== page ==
That’s the spirit!

Photo Courtesy of Sound Spirits

Seattle’s Sound Spirits produces its own version of aquavit

Aquavit, or the water of life, is a favorite drink for Scandinavians everywhere. Though typically reserved for holidays and special celebrations, this distinct spirit spiced with caraway, fennel and anise is the new darling of specialty bartenders

Steven Stone, who is an aerospace engineer at Boeing, founded Sound Spirits in 2008 in Seattle, Wash. He spends his time out of the office turning locally grown barley into vodka and other spirits.

“As an engineer, I’m a do-it-yourself type of guy, and I had brewed my own beer for a while. To make beer, you need to know about fermentation. Distilling is the next step,” said Stone.

Stone combined his fermenting knowledge and a business plan to establish Sound Spirits. His engineering skills have extended to devising unique sustainable practices, including refurbishing existing materials. “The tank we use for mashing was formerly a dairy tank. We refashioned it into a mash tun,” says Stone.

Sound Spirits’ spent grain goes to a farmer in Lynnwood, north of Seattle, where it is used as cow feed. They also use a unique water recirculation system for the stills, which allows them to save cooling water rather than dumping it down the drain.

After perfecting his recipe for vodka, the central recipe to many types of liquor, Sound Spirits turned to other types of craft spirits, including aquavit.

Stone is friends with Christian Krogstad, who produces Krogstad Aquavit at House Spirits in Portland, Ore., profiled in December 2011 by the Norwegian American Weekly. With just three domestic producers of aquavit, Krogstad and Stone are truly in a class of their own, and are prime examples of the Pacific Northwest’s strong Scandinavian connection.

So why produce aquavit?

Stone replied, “I live in Ballard [Seattle’s traditionally Scandinavian neighborhood], so it’s a way for me to give back to the community.”

Aquavit is in high demand by innovative bartenders across the U.S., and this Scandinavian spirit is also thought to prolong life and have other health benefits. In Scandinavian lore, stories from the Middle Ages suggest that a shot of aquavit down the throat brought the dead back to life. Perhaps this interesting morsel was the inspiration behind an aquavit cocktail at one of Sound Spirits’ recent meet-the-maker events in Ballard: the Norwegian Garden Coffin.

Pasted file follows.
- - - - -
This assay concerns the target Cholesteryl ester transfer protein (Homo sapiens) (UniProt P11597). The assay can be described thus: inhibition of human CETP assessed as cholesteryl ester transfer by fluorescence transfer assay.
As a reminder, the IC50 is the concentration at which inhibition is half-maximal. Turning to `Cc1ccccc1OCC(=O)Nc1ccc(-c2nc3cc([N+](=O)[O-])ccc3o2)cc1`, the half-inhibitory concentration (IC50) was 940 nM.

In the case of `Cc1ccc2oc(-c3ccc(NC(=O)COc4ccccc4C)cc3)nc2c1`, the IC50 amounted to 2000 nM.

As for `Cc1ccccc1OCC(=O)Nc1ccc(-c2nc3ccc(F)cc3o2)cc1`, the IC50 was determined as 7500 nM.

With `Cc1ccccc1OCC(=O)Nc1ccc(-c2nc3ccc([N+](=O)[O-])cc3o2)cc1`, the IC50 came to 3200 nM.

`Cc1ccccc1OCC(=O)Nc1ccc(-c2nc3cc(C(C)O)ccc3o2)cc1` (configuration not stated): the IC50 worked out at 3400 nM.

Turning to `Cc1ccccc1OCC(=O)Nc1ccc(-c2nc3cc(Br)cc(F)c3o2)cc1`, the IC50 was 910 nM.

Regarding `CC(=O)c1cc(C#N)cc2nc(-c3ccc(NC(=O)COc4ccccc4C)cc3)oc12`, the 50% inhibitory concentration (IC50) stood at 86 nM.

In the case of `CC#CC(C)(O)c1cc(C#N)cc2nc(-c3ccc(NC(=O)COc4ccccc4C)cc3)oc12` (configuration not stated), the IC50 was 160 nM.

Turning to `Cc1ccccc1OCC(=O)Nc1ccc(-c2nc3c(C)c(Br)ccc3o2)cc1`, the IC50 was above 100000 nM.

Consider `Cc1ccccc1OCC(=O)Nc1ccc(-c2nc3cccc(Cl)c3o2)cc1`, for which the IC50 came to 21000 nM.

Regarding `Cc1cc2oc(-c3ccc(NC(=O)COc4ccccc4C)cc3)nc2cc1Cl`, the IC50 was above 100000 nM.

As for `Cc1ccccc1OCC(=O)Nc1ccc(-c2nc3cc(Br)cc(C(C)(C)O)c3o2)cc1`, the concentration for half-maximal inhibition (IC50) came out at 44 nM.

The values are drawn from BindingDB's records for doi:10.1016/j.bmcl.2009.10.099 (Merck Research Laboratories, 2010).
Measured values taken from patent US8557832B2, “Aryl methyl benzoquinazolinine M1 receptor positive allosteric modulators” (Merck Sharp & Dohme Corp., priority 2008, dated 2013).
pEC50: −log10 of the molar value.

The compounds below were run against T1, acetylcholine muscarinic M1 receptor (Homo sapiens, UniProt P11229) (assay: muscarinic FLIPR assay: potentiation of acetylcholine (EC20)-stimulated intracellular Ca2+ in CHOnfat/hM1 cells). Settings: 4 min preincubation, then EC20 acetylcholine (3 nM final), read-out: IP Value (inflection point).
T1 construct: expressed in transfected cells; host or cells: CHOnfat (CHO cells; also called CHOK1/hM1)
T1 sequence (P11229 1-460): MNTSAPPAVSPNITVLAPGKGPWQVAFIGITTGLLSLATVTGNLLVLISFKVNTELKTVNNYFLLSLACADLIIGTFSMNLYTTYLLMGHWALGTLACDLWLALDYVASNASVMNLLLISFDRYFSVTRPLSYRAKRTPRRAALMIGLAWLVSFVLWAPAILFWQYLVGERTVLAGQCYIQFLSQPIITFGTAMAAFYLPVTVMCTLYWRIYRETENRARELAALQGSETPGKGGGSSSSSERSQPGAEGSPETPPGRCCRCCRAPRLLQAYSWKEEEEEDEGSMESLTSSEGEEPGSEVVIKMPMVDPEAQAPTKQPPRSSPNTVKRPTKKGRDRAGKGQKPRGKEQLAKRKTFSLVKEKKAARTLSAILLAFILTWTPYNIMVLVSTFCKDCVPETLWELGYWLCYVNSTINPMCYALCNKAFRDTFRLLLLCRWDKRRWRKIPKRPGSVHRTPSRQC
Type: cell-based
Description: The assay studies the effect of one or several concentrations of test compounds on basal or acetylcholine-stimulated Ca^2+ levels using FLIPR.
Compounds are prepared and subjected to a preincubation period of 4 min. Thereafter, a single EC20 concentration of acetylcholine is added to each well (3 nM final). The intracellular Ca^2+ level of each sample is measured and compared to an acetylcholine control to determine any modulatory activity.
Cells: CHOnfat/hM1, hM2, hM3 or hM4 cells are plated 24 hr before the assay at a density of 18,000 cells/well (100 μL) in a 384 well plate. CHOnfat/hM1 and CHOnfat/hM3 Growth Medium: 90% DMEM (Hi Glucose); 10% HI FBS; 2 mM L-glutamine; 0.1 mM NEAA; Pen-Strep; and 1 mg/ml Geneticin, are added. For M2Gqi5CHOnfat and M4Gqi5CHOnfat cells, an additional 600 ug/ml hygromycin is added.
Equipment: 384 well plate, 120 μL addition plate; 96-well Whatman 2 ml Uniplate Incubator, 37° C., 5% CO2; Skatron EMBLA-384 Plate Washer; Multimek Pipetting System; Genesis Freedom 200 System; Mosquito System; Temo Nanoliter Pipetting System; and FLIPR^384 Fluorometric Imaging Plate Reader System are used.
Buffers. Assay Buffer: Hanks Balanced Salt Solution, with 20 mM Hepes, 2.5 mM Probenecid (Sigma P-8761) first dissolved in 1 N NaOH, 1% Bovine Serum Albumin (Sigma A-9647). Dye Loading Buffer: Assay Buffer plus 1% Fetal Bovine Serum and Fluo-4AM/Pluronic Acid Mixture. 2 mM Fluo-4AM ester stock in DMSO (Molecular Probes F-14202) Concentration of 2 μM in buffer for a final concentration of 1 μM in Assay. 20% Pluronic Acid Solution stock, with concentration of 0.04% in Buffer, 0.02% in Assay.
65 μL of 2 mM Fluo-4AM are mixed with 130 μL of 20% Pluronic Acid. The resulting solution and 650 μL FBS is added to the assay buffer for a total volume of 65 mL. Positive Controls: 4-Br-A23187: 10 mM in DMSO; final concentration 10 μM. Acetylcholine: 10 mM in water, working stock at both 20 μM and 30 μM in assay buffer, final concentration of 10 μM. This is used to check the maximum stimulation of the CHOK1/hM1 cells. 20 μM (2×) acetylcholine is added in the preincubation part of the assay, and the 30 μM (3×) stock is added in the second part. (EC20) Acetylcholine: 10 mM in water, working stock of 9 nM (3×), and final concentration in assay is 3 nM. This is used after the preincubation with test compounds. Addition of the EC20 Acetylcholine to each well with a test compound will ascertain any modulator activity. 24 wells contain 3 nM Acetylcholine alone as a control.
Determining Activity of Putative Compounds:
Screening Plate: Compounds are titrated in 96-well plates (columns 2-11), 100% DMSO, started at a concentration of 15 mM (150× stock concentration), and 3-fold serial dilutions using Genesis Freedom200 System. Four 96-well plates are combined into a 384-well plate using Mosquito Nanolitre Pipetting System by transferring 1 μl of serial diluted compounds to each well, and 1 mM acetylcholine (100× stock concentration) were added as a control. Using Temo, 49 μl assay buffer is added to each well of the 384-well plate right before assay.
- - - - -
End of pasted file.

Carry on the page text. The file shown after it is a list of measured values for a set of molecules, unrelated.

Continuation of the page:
Other interesting cocktails that can be mixed with aquavit include the Aquajito and Shieldmaiden.

Aside from aquavit, Sound Spirits also produces their distinctive Ebb + Flow Vodka, Ebb + Flow Gin, an Old Tom Gin (less juniper, more spice) and a “Vow of Silence” Herbal Liqueur.  This last comes from a centuries-old French recipe, and its strains of peppermint and other unique flavors intrigue the palate.

Located at 1630 15th Avenue West in Seattle, Wash., Sound Spirits has a tasting room open to the public to sample and purchase. Open Monday through Thursday, 12 – 8 p.m.; Friday and Saturday, 12 – 6 p.m.; and Sunday, 12 – 5 p.m. For more information about Sound Spirits, visit or call (206) 651-5166.

This article originally appeared in the June 29, 2012 issue of the Norwegian American Weekly. To subscribe, visit SUBSCRIBE or call us at (800) 305-0271.

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The Norwegian American

The Norwegian American is North America's oldest and only Norwegian newspaper, published since May 17, 1889.